LONDON British Prime Minister Theresa May lost her parliamentary majority on Friday after a surprisingly poor election performance, throwing her future into doubt.
Below are comments from members of May's Conservative Party on her position:
JACOB REES-MOGG, EUROSCEPTIC LAWMAKER
"I think Mrs May will have a good deal of support. She's only been the leader for under a year, she got it without any opposition, an uncontested election with support up and down the country. I don't think the Conservative Party is so fickle, or such a fair-weather friend as it would not continue to back the prime minister."
ANNA SOUBRY, PRO-EUROPEAN LAWMAKER
"She's in a very difficult place, she's a remarkable and a very talented woman and she doesn't shy from difficult decisions, but she now has to obviously consider her position."
"Theresa did put her mark on this campaign, she takes responsibility as she always does, and I know she will, for the running of the campaign. It was tightly knit group, and it was her group that ran this campaign."
"I'm afraid we ran a pretty dreadful campaign, that's probably me being generous."
"The change of heart on social care ... it did not make her look the strong and stable prime minister and leader that she had said that she was. That was a very difficult and very serious blow in terms of her own credibility."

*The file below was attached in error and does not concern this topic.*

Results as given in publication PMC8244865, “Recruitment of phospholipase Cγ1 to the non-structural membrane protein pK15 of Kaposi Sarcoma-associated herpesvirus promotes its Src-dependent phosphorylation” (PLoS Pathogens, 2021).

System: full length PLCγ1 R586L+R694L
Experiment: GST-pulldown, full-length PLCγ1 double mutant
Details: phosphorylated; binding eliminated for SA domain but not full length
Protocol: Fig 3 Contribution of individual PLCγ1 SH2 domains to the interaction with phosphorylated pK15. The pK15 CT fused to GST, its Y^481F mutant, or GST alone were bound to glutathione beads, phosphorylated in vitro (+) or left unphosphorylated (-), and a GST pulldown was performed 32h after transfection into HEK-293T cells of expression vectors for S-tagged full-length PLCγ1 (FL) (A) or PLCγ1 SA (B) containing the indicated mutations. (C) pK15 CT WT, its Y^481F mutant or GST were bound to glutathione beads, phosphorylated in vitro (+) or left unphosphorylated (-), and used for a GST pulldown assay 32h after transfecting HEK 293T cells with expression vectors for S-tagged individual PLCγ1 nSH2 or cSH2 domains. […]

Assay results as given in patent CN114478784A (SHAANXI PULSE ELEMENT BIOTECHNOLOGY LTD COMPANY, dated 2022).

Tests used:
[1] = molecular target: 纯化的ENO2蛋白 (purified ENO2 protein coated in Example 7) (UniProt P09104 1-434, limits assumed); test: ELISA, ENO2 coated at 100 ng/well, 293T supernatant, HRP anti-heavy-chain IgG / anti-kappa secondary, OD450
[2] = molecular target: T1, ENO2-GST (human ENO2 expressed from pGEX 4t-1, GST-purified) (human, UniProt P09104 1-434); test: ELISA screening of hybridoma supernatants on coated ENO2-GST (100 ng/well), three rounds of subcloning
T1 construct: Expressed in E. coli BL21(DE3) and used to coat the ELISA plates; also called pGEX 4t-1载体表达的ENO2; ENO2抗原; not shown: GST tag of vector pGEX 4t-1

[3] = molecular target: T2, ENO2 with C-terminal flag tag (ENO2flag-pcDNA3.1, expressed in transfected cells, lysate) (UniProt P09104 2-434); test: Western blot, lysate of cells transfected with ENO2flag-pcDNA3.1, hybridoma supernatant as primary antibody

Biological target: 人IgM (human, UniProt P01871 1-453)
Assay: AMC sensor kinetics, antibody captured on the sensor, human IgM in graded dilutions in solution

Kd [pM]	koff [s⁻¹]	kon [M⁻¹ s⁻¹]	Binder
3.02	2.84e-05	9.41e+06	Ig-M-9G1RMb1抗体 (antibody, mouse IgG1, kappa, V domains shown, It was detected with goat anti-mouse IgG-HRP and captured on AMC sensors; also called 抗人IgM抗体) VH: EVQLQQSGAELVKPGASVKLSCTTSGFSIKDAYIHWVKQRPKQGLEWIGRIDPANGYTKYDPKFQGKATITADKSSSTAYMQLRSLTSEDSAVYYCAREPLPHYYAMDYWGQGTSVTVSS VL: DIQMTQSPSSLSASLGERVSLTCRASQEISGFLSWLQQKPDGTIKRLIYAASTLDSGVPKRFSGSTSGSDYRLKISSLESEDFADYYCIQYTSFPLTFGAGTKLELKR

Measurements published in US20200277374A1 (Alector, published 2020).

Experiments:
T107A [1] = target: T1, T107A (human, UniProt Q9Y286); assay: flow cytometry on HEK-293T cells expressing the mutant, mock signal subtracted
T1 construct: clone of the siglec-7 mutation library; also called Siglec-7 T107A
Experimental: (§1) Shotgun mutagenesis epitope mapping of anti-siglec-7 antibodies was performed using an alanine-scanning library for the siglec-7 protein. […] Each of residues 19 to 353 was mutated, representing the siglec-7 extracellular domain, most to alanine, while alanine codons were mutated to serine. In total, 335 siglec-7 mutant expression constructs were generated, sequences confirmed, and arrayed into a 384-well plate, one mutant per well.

IAIN DUNCAN SMITH, FORMER CONSERVATIVE PARTY LEADER
"I just want some stability. She is prime minister, she remains prime minister and the country has to come first."
ED VAIZEY, FORMER CULTURE MINISTER
"I think she can hold on ... going into a hung parliament, to lose our prime minister would be disastrous."
"If she wants to stay on as leader I would support her."
JOHN REDWOOD, EUROSCEPTIC LAWMAKER
"A very very strong mandate for our prime minister, and of course it should be the leader with the most seats in the House of Commons who can win the necessary votes, and Theresa May is in that position today."
NICKY MORGAN, FORMER EDUCATION MINISTER
"Theresa May is obviously a competent, more than capable prime minister... but clearly there has been a misjudgement."
"There are two things: having a government prepared to negotiate Brexit, which I think is what most people in this country now agree needs to happen, and what's going to happen to the Conservative party, which is for us to deal with."
(Reporting by William James, Georgina Prodhan and Paul Sandle, editing by Elizabeth Piper)